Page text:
I’d love to hear if any of you have healthy habits or have worked with a coach or trainer or a program to develop them. There’s lot of tools and programs out there, and apps. I want to see what works for you. And I will check in and let you know what I’m doing.

Have a great Fourth of July!

Video: I’m going to be honest with you

Hi my friends,

I’m back! Last year, I promised to share more of my work and thoughts with all of you, since I knew it was going to be a big year of change. But my pace of personal evolution has been so fast that I haven’t had time to reflect on what is happening.

Now, that I am getting my footing, I feel like I have so much to tell you and so much I want to say about my executive coaching work and how it has continued to evolve and grow. Plus, LIFE and personal development and insights about being a woman and a mom and an entrepreneur… There are a million stories to share! It’s a bit overwhelming. And perfection is the enemy of sharing here, hence….

I have a plan: I am going to start using this blog, the Caneelian, for sharing my rough drafts.

I just re-read the Cult of Done for about the 15th time, which reminded me if I can’t press publish before I stand up I’m never going to publish.

So, I am going to do more video, update unfinished work, out incomplete drafts up here, really personal stuff, and strange things that come to me in middle of the night.

If you want to come along for the ride, you’re invited to read all of it and share what comes up for you. I will be looking at comments as I always do and integrating them into more finished drafts for a more polished place, which I’ll tell you about later.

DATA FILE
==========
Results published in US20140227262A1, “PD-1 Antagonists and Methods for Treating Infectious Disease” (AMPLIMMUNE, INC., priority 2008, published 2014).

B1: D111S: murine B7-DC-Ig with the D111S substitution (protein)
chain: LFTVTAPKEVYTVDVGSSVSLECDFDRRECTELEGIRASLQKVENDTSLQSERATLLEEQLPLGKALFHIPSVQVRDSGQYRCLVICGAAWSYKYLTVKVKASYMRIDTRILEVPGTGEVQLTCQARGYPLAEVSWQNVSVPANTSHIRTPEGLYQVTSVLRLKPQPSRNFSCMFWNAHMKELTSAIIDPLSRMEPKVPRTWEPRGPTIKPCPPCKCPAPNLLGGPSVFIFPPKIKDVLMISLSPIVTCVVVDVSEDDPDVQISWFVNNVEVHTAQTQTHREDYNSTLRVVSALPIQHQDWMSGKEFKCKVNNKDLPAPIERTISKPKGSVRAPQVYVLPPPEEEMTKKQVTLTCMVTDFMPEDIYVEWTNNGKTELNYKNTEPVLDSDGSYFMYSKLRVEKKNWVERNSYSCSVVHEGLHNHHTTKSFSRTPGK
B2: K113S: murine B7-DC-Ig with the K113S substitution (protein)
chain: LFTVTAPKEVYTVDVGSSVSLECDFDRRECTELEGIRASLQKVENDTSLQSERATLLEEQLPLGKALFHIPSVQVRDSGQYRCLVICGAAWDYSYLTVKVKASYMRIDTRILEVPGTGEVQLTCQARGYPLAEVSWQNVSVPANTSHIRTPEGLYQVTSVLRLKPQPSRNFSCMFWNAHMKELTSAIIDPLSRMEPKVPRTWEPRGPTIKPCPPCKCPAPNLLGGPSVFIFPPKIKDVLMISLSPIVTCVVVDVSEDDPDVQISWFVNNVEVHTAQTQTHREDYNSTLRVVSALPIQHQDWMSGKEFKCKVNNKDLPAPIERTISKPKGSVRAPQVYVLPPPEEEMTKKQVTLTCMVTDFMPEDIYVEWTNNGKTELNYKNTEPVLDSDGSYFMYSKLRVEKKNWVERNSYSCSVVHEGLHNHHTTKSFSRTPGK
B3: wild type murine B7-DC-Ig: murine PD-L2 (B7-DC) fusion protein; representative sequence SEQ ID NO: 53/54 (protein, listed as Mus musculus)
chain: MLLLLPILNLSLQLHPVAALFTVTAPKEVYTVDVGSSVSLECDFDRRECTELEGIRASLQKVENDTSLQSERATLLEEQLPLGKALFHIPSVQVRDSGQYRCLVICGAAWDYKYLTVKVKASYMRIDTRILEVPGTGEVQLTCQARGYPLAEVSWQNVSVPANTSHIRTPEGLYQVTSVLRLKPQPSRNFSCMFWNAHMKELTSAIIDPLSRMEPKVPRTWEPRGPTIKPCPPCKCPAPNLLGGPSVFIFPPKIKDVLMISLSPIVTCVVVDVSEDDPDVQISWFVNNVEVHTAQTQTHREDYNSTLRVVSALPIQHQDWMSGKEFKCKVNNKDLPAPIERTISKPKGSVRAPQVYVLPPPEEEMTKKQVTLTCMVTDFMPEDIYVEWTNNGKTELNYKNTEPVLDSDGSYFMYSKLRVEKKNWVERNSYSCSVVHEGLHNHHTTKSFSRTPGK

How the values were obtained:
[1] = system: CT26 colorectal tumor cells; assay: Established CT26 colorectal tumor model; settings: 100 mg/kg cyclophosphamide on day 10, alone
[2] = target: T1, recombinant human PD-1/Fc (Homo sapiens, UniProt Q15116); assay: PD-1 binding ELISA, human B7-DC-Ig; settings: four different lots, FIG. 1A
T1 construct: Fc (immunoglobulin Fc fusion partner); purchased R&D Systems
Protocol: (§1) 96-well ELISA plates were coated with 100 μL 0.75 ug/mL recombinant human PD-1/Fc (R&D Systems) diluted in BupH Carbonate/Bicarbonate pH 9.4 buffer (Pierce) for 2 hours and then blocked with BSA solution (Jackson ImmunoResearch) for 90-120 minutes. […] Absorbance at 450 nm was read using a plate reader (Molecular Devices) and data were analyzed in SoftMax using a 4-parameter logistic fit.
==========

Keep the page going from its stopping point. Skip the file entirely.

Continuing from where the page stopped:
My intention is to open up my creative flow, and in spirit of modeling vulnerability — which I believe is the essence of powerful leadership — I’m going to be using this to show you behind the curtain.

My goal is to do 3 posts somewhere online at least once a month, at least 1 of those being here.

If you want to start your own brand experiment or are already doing something like this, please comment and we can follow each other.

Thanks for watching! See you again soon!

Motherhood changed my perspective—and elevated my career

Back in January, I wrote about why I was ready to be braver this year. That post was me saying ‘this is going to be a big year for me.’ Ten months later, I can confidently say I was right. I transformed my coaching and consulting company, Kickass Enterprises, and it continues to transform my life. I reexamined many of the goals I held at the beginning of the year. Many of these have morphed as I’ve learned more about myself and connected more fully with my passion. I want to update you on that here and share some of what I learned from going all in and changing the way I do business.